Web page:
How a feckless America is perceived by its friends is equally material to how we are perceived by our enemies. In his 1996 fatwa declaring war on the US, Osama bin Laden took note of American withdrawals from Beirut in 1983 and Mogadishu a decade later. "When tens of your soldiers were killed in minor battles and one American pilot was dragged through the withdrew, the extent of your impotence and weakness became very clear." Is it the new conservative wisdom to prove bin Laden's point (one that the hard men in Tehran undoubtedly share), only on a vastly greater scale?

[T]he measure of success in Afghanistan isn't whether we create a new Switzerland, but whether we avoid another South Vietnam.

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6. Learning to Love the Bomb

I get impatient when some conservatives (and a few Objectivists) complain that the war in Afghanistan has taken more than twice as long as World War II, because as Stephens points out, the intensity of this conflict is quite low by historical standards. Yes, we fought and won World War II in less than four years—but it cost us 400,000 men and more than 100 percent of one year's economic production.

That's why it's good, on August 6, to take a moment to remember and celebrate the end of that horrible conflict. Which means celebrating the atomic bomb that ended the war, and remembering all of the lives that were made possible because of that bomb. That's what Paul Kengor does in the perfectly guilt-free article below.

"Grateful to Harry," Paul Kengor, Pittsburgh Post-Gazette, August 4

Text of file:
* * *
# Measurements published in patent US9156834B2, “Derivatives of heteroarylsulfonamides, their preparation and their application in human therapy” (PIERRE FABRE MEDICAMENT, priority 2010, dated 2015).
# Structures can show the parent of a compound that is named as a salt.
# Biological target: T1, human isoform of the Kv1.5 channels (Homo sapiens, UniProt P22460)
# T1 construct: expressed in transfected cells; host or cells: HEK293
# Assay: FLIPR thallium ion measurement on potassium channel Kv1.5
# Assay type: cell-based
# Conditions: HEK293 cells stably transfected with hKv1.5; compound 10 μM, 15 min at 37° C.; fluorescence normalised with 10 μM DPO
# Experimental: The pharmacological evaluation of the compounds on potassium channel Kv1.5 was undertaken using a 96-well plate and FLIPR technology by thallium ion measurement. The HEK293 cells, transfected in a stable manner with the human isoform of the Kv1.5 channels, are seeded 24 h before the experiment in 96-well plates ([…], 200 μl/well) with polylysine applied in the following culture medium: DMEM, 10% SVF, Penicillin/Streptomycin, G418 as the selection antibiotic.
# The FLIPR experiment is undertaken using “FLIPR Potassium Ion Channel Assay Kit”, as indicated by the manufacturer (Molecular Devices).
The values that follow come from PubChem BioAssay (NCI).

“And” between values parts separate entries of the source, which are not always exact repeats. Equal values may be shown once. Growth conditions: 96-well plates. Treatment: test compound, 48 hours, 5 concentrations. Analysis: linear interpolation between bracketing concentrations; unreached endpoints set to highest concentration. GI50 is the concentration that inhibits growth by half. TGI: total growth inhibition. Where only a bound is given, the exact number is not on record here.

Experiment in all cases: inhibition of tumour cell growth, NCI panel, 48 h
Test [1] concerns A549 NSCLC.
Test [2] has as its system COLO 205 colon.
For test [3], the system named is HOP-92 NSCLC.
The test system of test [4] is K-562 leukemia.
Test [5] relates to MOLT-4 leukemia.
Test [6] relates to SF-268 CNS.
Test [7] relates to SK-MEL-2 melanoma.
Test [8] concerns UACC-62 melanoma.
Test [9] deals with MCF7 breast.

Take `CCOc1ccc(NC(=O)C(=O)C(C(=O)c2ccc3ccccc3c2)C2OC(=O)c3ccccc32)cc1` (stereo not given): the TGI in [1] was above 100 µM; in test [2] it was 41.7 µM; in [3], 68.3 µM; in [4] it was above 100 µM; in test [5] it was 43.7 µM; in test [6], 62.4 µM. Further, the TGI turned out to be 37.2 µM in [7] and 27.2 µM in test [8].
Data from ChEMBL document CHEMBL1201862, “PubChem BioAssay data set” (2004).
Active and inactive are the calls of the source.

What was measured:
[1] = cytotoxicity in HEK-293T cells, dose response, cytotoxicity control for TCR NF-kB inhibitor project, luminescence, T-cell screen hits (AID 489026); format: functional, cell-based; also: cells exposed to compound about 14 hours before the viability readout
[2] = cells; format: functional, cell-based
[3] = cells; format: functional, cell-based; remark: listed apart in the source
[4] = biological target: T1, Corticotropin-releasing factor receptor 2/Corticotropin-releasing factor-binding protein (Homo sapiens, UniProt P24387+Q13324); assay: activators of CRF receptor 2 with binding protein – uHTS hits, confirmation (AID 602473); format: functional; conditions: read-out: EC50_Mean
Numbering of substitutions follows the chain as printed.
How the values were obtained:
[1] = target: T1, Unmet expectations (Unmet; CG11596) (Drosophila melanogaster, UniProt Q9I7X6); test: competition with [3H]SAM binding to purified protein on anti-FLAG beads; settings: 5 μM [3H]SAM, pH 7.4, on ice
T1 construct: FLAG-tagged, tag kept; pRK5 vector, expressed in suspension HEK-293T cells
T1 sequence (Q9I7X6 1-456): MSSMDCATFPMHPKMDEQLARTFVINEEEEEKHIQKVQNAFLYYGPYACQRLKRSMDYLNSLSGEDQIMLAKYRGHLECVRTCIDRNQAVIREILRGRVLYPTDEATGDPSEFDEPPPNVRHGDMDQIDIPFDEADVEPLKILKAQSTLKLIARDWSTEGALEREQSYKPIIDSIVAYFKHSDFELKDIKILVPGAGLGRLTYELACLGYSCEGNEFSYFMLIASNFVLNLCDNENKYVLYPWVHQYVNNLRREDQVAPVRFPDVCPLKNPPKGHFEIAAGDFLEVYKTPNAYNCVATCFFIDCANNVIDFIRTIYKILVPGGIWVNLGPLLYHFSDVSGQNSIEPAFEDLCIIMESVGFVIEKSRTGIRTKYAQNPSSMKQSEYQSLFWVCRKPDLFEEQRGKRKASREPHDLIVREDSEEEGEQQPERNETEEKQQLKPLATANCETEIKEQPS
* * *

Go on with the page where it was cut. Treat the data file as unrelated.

This week marks 65 years since the United States dropped the atomic bomb.

As we mark the anniversary of this period, we should first and foremost think about those boys—our fathers, grandfathers, great-grandfathers, uncles, brothers, some now in their 80s and 90s—who lived lives of faith and freedom and family because of Truman's decision. I've met many of them. Any time I find myself in conversation with a World War II vet, I ask where he was when the first bomb hit.

"I'll tell you where I was!" snapped George Oakes of Churchill. "I was a 22-year-old kid on a troop transport preparing to invade the Japanese mainland.... We were sitting there as targets for kamikazes when they dropped the first one. All they told us was that there was a new weapon brought into the war that landed on Japan proper, and everything we were planning was on hold. A couple of days later, they dropped the other one."

George, who served with the Army combat engineers, didn't want to die. "I was engaged to an absolutely beautiful girl named Virginia. All I knew was that I wanted to go home."...

"Boy, were we thrilled," recalled George when they got the news on their boat. They were spared an apocalyptic invasion that would have made Normandy look like a picnic at the beach....

George Oakes of Churchill died on Dec. 12, 2001, at age 78, a half-century after Harry Truman dropped the bomb, and arguably because Harry Truman dropped the bomb....

George Oakes was far from alone. There were countless American boys-turned-men, husbands and dads and granddads, in the same boat.